In order to advance the innovation process using inkjet printing inks, we have been collaborating closely with Seiko Epson since October 2012. The Japanese company is among the world’s leading printer manufacturers. ‟We are working together on transforming our high-quality OLED materials into printing inks that can be applied by inkjet printing systems,” says Leticia Garcia Diez, Project Manager OLED Ink Technology at Merck KGaA, Darmstadt, Germany. Very high requirements are placed on these inks. After formulating the OLED materials, they must be rapidly printable in error-free superior quality – in huge printers with a large number of print heads.
Remi Anemian in front of an interactive OLED mirror.
Endless team spirit
Step by step, scientists are optimizing OLED inks with regard to their electro-optical properties, drop and film formation, printing of stacks of different layers, and adaptation to the print heads. A global team of chemists, physicists, engineers and materials scientists are mastering these challenges. Last but not least, our marketing experts are also using the close contacts they have to their customers, namely display manufacturers from the liquid crystals business. After all, the OLED inks, delivered in special cartridges, are soon to be marketed worldwide. ‟Different cultures and working methods come together in our international and interdisciplinary teams,” says Herwig Buchholz. ‟This creates a highly innovative and stimulating environment. Coupled with our enthusiasm for developing new technologies, this contributes significantly to the success of our products.”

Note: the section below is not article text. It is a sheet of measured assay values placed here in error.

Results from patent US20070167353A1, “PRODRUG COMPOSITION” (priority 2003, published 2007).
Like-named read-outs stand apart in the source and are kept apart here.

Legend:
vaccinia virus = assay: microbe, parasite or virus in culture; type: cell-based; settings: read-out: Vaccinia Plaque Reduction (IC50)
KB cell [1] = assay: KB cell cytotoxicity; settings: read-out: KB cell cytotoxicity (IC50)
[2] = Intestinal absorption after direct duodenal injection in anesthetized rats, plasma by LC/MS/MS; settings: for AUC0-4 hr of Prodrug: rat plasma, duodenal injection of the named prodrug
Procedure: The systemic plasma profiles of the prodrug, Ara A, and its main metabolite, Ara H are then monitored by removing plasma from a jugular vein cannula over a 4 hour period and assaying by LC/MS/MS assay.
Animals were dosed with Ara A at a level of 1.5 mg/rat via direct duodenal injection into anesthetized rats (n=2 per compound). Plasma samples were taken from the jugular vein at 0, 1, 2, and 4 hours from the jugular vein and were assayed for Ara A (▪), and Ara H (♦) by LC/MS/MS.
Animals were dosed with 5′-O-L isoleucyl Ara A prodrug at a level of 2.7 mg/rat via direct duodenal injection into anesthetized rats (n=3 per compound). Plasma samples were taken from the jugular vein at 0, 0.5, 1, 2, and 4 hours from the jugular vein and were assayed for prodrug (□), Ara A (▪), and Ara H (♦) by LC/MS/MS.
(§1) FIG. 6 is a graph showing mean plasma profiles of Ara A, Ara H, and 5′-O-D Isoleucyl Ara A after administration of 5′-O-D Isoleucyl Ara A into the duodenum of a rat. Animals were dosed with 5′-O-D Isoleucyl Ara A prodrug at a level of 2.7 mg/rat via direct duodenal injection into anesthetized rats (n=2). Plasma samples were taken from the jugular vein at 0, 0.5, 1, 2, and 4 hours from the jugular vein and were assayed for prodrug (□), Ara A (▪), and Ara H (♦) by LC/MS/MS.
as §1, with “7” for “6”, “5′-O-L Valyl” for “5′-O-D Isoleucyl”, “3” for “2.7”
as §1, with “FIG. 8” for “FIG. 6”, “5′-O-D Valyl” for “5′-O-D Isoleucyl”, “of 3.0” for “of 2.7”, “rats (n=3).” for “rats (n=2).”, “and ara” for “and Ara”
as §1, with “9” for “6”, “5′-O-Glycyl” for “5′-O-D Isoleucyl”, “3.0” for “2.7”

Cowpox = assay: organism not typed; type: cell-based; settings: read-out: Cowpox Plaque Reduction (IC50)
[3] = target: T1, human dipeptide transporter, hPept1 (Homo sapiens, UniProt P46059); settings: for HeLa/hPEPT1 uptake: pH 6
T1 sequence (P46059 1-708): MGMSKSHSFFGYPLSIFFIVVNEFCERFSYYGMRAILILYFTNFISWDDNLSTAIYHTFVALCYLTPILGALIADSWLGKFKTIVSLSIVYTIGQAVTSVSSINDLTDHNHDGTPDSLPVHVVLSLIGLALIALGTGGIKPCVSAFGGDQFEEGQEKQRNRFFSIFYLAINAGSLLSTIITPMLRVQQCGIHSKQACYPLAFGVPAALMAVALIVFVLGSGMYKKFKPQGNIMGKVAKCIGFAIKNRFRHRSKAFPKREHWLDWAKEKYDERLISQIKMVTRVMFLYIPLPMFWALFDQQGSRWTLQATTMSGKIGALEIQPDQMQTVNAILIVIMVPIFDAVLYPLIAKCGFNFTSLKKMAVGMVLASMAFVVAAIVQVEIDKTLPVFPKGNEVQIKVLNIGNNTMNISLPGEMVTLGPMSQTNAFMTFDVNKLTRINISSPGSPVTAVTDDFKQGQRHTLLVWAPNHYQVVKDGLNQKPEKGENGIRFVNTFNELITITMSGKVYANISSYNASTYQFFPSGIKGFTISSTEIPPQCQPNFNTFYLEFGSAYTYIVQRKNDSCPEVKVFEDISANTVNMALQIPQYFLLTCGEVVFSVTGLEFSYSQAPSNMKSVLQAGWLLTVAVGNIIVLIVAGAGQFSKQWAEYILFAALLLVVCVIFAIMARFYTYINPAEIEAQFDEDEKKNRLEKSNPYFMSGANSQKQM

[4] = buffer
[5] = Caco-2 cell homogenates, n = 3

We are already very well-positioned in the OLED materials market. The high investments we are making at several locations underscore the company’s confidence in the future success of organic light-emitting diodes. ‟In our new R&D and application laboratory in Korea, for example, we are collaborating closely with key customers. In addition to the continuous development of materials for today’s coating processes, we are running exciting pilot projects to test the printing processes in large-scale production. The first market launches of printed OLED displays could be possible in 2017,” says Remi Anemian, Head of Global Technical Marketing OLED. And in Darmstadt, we laid the cornerstone for a new production plant in June 2015. Production of high-purity OLED materials for use in displays and lighting systems is scheduled to start in the approximately 2,000 square meter building in summer 2016. By investing around € 30 million, the company is further strengthening its position in this promising business. It’s an ambitious goal: By 2018, we also aim to be the world’s leading supplier of printable OLED materials.